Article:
Constructing Screeners for Usability Tests

usability test screener

The first thing you thought when you saw the title of this piece might well have been ‘What is a screener?’ A screener is simply a question, or set of questions, that help you to eliminate or select in candidates for participation in a piece of UX research.  When you are conducting a usability test there is little point recruiting people who have no knowledge, interest or use for the product or service you are testing; on the other hand you might not wish to attract only existing users as you wish to expand and cast your net a bit wider than your normal clientele.

It is a very useful starting point in this process to have a clear idea of whom you wish to speak to in a particular usability test and defining them in clear, relevant and identifiable terms so selecting in and screening out becomes an easier and more transparent operation. If your organisation uses and has constructed customer personas these would be ideal or screening against.

So here are some useful hints on preparing a screener for your usability test:

  • Talk to participants in the sort of language that is likely to engage and hold them. The more formal, technical or complex you make the screener, the less likely you are to get the results you are seeking.
  • There are three possible question types you can use; the straightforward yes’ or ‘no’; multiple choice with a single answer from a closed series; and checkboxes where the user can record multiple responses to a question or statement.It is not recommended to use yes or no questions as these tend to provide too little information and require follow-up questions or more background to contextualise the response. They can also be leading and draw users to answering what they perceive to be the right answer.Multiple choice questions provide more definite information but still leave gaps and might not provide the whole picture. Checkboxes tend to provide more opportunity to be expansive and comprehensive in answering though, obviously, this is limited by the options provided unless a narrative section is included. You are looking for the best chance of suitable candidates to be included without making it too easy for them to select themselves in.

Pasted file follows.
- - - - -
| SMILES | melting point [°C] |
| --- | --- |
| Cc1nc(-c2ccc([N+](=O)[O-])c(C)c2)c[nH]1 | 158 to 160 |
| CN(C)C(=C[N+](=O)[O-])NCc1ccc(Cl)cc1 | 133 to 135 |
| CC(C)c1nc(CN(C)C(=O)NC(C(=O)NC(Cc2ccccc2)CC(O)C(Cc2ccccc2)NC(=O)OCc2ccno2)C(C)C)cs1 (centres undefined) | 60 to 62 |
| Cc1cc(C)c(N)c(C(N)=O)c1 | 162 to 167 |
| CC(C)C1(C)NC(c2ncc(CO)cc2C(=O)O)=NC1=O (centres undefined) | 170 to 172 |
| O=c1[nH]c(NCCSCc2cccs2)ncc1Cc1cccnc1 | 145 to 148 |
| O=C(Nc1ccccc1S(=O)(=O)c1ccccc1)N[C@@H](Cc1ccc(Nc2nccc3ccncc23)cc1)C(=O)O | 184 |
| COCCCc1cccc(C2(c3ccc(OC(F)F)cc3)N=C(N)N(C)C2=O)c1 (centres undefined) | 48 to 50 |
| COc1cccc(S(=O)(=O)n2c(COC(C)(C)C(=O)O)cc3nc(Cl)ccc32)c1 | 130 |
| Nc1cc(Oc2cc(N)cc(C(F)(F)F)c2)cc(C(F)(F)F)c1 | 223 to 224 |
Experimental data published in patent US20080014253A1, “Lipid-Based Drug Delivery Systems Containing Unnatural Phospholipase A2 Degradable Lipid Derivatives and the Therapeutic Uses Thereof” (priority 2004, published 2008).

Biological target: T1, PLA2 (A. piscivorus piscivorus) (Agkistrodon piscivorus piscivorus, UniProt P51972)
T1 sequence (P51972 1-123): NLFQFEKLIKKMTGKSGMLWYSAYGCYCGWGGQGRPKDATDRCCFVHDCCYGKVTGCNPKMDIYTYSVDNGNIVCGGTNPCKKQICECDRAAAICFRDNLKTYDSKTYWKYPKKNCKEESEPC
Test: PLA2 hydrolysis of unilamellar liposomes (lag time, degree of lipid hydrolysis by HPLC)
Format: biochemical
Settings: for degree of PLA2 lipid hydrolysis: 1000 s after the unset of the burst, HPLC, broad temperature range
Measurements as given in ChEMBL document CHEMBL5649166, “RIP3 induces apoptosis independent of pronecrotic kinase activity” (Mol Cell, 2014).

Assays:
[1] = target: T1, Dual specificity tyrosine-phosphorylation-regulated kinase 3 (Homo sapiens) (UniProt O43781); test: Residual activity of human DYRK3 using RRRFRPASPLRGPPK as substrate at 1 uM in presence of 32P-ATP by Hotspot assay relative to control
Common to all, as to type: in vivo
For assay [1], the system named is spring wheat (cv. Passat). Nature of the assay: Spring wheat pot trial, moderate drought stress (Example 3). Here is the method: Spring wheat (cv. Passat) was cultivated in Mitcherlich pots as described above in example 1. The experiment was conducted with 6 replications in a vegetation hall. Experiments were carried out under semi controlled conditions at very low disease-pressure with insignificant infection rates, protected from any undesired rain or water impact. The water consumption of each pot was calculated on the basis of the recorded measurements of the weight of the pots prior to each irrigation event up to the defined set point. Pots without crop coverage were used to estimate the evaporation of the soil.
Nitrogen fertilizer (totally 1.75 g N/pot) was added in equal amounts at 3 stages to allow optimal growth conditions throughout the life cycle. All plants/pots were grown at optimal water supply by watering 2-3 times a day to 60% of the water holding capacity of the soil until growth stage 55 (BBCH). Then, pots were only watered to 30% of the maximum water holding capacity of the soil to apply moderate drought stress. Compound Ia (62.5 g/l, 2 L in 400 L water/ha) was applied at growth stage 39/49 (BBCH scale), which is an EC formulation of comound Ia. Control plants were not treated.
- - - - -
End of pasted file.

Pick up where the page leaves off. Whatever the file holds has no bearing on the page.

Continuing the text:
• If there are absolutely critical characteristics (or total dealbreakers) make sure you get this information out early in the screener so you can eliminate people without going through the whole process and then discovering they don’t meet some essential criterion.
  • Some people will want to give you the answers they think you want; others might have reasons for hiding their true feelings or situation. The objective of your questioning needs to be clear without making it obvious what you are looking for and why; make sure your questions are carefully framed so they don’t give away too much about broader context and possible aims and outcomes. You need people involved to meet your requirements and not their own.

Screeners can save you a lot of wasted effort and money and enable you to focus your resources where you are likely to get the best return. If you would like to know more about how to construct and apply them, why not email us at

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[…] data required, how to uncover and collect it, and present it to the designers. That means writing usability screeners (questions required to pinpoint target users for the project), discussion guides, data collection […]

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